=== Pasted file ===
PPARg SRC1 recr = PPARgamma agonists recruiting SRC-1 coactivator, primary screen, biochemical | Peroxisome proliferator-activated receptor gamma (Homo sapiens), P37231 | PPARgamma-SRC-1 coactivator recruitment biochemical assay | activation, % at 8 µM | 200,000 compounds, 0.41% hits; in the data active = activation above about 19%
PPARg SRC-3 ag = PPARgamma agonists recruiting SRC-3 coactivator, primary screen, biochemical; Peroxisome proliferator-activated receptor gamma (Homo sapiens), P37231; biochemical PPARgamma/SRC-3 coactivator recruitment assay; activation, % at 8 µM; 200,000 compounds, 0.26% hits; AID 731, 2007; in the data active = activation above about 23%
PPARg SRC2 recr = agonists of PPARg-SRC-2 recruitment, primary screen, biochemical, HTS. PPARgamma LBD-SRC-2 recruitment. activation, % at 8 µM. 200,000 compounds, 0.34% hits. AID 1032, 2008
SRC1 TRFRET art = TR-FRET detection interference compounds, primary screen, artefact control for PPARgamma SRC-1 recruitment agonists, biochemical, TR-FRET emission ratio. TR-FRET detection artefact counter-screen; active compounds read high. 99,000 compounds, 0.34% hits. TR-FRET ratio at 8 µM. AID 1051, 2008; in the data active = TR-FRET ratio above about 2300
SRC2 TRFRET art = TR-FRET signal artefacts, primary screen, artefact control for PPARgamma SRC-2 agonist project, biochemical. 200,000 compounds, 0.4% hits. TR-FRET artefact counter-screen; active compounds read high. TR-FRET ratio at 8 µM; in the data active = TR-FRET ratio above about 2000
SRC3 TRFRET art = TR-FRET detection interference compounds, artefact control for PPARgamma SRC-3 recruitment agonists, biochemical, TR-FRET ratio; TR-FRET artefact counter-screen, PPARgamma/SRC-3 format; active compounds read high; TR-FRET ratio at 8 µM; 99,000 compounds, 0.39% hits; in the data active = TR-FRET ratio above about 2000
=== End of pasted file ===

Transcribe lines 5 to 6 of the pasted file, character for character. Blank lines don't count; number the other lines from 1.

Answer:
SRC2 TRFRET art = TR-FRET signal artefacts, primary screen, artefact control for PPARgamma SRC-2 agonist project, biochemical. 200,000 compounds, 0.4% hits. TR-FRET artefact counter-screen; active compounds read high. TR-FRET ratio at 8 µM; in the data active = TR-FRET ratio above about 2000
SRC3 TRFRET art = TR-FRET detection interference compounds, artefact control for PPARgamma SRC-3 recruitment agonists, biochemical, TR-FRET ratio; TR-FRET artefact counter-screen, PPARgamma/SRC-3 format; active compounds read high; TR-FRET ratio at 8 µM; 99,000 compounds, 0.39% hits; in the data active = TR-FRET ratio above about 2000